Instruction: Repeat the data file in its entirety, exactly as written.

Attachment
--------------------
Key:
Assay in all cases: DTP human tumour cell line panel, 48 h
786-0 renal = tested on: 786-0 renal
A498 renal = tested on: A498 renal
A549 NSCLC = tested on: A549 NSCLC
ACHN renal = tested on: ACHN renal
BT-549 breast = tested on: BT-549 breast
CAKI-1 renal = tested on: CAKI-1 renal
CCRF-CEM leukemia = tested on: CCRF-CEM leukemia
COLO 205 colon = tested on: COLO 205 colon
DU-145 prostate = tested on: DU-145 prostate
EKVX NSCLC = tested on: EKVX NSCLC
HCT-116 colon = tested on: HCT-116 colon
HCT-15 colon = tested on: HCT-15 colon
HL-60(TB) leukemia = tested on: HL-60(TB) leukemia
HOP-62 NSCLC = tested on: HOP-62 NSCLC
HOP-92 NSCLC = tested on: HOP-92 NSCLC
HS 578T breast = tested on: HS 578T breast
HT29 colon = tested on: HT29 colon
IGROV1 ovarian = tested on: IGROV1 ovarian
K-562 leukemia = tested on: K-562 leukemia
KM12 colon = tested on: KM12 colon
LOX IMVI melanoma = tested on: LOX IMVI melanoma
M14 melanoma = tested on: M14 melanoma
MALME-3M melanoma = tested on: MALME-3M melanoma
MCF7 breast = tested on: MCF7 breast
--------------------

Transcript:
Key:
Assay in all cases: DTP human tumour cell line panel, 48 h
786-0 renal = tested on: 786-0 renal
A498 renal = tested on: A498 renal
A549 NSCLC = tested on: A549 NSCLC
ACHN renal = tested on: ACHN renal
BT-549 breast = tested on: BT-549 breast
CAKI-1 renal = tested on: CAKI-1 renal
CCRF-CEM leukemia = tested on: CCRF-CEM leukemia
COLO 205 colon = tested on: COLO 205 colon
DU-145 prostate = tested on: DU-145 prostate
EKVX NSCLC = tested on: EKVX NSCLC
HCT-116 colon = tested on: HCT-116 colon
HCT-15 colon = tested on: HCT-15 colon
HL-60(TB) leukemia = tested on: HL-60(TB) leukemia
HOP-62 NSCLC = tested on: HOP-62 NSCLC
HOP-92 NSCLC = tested on: HOP-92 NSCLC
HS 578T breast = tested on: HS 578T breast
HT29 colon = tested on: HT29 colon
IGROV1 ovarian = tested on: IGROV1 ovarian
K-562 leukemia = tested on: K-562 leukemia
KM12 colon = tested on: KM12 colon
LOX IMVI melanoma = tested on: LOX IMVI melanoma
M14 melanoma = tested on: M14 melanoma
MALME-3M melanoma = tested on: MALME-3M melanoma
MCF7 breast = tested on: MCF7 breast